Archive for the ‘Windows 10’ Category

NOTE: The configuration suggestions I mention in this post won’t fix the underlying issue. Depending on the size of your environment they may be enough to get things working for you again. Microsoft is currently working on releasing a hotfix that I have tested and found to resolve this problem


Microsoft have released the WSUS server hotfix, details here:

NOTE2: It turns out there is a new issue from the August 2017 updates that “clears” the update history on a computer that will trigger a full client scan again. This will also cause high load on your WSUS server, although for slightly different reasons, however the suggestions here and the coming updates will help to resolve the load issue from that problem as well.

Microsoft have updated the August cumulative updates to resolve this issue, details here:


NOTE3: Microsoft has now published some additional official guidance here:

This issue is one I first encountered on only a couple of our WSUS servers (2 or 3 of 15 servers) last year in November 2016 after the new cumulative update process was introduced for patching. At first I assumed it to be a failure on my part to do more regular cleanup, or a result of the recent upgrade to ConfigMgr 1610, or an “end of year” rush of activity on the network. This isn’t unusual for the environment I currently manage (Education with approx. 370,000+ devices)

At first I looked at server bottlenecks (we run everything in VMWare) and even SQL DB corruptions. I tried doing WSUS resets, even recreating the database (this is a last resort in a large environment). I then thought maybe it was a Server 2012 WSUS issue as we had other Server 2012 related cases open with Microsoft. To test I rebuilt one server as 2012R2, but the problems persisted. Given it was only happening on a couple of server I assumed it was an issue with those servers in particular and didn’t suspect a larger issue.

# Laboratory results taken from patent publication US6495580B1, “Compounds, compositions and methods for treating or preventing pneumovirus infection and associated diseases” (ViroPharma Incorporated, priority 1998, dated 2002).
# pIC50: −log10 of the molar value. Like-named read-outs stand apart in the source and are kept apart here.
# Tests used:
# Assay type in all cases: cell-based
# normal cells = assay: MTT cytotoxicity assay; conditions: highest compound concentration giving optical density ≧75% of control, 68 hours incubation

Over the Christmas holidays things went quite, so there was nothing more I could do until school returned the following February.

Then everything basically exploded.

The first patch cycle we ran saw the WSUS server rocket to 100% CPU and stay there. Nothing I did could stop this reoccurring. I found ways to bring things under control for a few hours at a time. Endpoint definitions started falling behind because clients couldn’t scan for updates. Then it started happening on a couple more of the servers. At this point I conceded defeat and called in Microsoft. Unfortunately it was another 6 months before they finally identified it was a “function” of WSUS causing the grief and not the configuration or size of our environment.

The Problem

The most obvious symptoms will be clients failing to scan for updates and the WSUS server CPU (w3wp.exe) going very high. Some clients get through, many will fail. The main cause will be Windows 10 clients and the way WSUS has to process the Cumulative Updates.



When trying to open a OneDrive folder on the computer you get a catastrophic failure message. This is related to the “Offline” attribute for that folder being reset, possibly due to some other program or action that had been performed in the past.


The same folder can be opened from Windows Explorer when selecting the folder from the left pane view, but the message appears when opening the folder from the right pane view.

You can check the folder location by right-clicking and selecting “Properties”onedrivepicturesproperties

Open a CMD prompt, CD to the OneDrive folder location found in the properties and use the ATTRIB command to reset the Offline attribute for the folder

ATTRIB -O "Pictures" /s /d



If there are a lot of folders showing this issue, the same command can be run against the whole OneDrive folder instead

ATTRIB -O /s /d

A quick reference for the error codes when you get Activation error in Windows



As part of the Insider program I get rather frequent upgrades to Windows 10. Each time the upgrade installs it resets my speech language to “English (United States)” which means Cortana stops working as my Region is set to “Australia”

I also use ConfigMgr to handle updates on my network (this would also apply for people using WSUS) so when I go into the Region & language settings I don’t get the Speech feature appearing under the “English (Australia)” options.